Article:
The multiplexes’ loss is HBO’s gain. Steven Soderbergh — he of the Oscar for best director, he who turned a cheesy idea into Magic Mike, the Citizen Kane of male stripper movies — apparently doesn’t have the juice in Hollywood to make gay people seem commercial.
When it was announced a few years ago that Michael Douglas would be starring in Behind the Candelabra, a biopic about flamboyant pianist Liberace (with Matt Damon as his lover), it seemed like Oscar bait, but turns out it’ll have to be Emmy bait: No studios wanted to touch the film.
Keep in mind: It has been seven years since Brokeback Mountain, which, among the five films nominated for best picture that year, was the one with the highest box office gross. This is three years after The Kids Are All Right, another Oscar nominee for best picture, about a lesbian relationship. And after, for that matter, repeal of “Don’t ask, don’t tell,” passage of same-sex marriage laws in a fifth of U.S. states and the presence of gay people all throughout our culture.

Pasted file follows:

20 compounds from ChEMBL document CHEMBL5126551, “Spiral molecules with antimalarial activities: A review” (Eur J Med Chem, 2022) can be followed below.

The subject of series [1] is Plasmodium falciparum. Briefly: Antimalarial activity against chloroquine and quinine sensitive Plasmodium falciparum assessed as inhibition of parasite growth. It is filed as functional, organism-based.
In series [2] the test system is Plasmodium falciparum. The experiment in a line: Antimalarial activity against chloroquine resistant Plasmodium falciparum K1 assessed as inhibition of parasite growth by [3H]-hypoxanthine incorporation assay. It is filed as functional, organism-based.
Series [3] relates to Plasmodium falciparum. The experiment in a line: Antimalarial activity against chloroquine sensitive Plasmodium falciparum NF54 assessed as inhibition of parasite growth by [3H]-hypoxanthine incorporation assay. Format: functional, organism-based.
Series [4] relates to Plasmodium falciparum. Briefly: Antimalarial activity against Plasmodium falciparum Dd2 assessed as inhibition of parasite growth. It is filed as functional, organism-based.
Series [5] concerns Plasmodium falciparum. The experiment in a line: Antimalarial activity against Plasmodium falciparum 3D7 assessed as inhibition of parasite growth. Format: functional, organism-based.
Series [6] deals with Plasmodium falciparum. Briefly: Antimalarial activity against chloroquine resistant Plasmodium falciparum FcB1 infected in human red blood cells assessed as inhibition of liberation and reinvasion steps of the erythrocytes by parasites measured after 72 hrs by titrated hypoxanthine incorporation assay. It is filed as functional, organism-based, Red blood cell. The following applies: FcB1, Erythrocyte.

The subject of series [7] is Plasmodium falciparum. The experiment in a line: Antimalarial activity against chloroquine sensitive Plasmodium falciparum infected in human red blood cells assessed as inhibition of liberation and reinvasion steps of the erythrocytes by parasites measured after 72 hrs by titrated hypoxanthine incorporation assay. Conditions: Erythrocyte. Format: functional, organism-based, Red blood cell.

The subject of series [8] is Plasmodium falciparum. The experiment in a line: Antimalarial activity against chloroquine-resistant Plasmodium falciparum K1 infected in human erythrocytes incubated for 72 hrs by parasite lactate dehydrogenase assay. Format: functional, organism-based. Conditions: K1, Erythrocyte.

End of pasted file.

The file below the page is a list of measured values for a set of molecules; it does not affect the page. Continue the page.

The reason no studio would touch it? “Too gay,” according to Soderbergh.
Imagine a studio saying a movie starring two Oscar winners, and directed by a third, was “too Jewish” or “too black.” (I can guarantee you, no one has ever said a movie idea was “too stupid” or “too white.”) But that’s what Soderbergh said in an interview with the New York Post. “The studios didn’t know how to sell it. They were scared.”
Instead, the movie will air later this spring on HBO. Sounds like a good time to sign up for HBO if you haven’t already.
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